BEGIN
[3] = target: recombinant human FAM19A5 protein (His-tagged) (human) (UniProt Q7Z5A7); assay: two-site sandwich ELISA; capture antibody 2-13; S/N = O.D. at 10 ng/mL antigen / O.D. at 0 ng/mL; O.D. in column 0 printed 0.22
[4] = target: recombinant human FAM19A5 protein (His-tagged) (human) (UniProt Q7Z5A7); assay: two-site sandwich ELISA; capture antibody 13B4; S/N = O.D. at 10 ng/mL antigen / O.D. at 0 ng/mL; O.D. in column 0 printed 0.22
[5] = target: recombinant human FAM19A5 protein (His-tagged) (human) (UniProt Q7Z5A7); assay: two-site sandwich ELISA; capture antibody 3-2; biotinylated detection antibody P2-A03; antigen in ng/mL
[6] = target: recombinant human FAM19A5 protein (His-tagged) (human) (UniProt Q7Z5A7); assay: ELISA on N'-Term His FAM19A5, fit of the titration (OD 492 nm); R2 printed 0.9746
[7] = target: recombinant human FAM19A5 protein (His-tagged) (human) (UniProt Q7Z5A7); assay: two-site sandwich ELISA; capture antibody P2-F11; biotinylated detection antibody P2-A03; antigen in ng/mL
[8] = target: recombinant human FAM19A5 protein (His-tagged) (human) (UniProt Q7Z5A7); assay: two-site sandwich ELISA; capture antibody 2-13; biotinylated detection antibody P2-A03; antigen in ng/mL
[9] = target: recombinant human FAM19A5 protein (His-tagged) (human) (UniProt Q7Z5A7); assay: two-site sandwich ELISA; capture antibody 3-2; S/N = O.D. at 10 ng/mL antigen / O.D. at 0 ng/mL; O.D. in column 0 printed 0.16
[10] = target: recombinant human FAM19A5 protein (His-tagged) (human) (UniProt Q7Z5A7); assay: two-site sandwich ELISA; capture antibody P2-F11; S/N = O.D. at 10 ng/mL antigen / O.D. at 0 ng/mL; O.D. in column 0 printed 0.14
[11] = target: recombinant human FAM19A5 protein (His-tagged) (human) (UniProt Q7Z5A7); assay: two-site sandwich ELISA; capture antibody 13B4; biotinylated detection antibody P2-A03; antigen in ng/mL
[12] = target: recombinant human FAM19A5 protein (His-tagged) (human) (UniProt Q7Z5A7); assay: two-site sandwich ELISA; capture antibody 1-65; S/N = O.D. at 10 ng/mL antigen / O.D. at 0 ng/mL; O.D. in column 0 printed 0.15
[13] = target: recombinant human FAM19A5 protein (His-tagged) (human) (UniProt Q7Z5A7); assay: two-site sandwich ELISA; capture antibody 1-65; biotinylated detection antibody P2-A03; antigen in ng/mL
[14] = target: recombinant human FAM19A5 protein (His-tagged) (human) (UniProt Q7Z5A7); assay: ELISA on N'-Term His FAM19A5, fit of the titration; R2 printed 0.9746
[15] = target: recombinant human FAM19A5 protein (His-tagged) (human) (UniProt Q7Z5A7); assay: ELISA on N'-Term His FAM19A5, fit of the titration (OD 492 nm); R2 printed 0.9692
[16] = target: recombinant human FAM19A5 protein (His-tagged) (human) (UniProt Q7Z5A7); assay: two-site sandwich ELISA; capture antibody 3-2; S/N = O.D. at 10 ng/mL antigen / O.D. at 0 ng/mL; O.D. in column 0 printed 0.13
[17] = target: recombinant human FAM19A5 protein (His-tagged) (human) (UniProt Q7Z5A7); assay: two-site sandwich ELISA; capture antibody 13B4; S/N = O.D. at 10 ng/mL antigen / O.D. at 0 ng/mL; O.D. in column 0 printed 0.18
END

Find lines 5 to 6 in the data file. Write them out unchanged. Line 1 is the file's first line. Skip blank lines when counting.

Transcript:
[7] = target: recombinant human FAM19A5 protein (His-tagged) (human) (UniProt Q7Z5A7); assay: two-site sandwich ELISA; capture antibody P2-F11; biotinylated detection antibody P2-A03; antigen in ng/mL
[8] = target: recombinant human FAM19A5 protein (His-tagged) (human) (UniProt Q7Z5A7); assay: two-site sandwich ELISA; capture antibody 2-13; biotinylated detection antibody P2-A03; antigen in ng/mL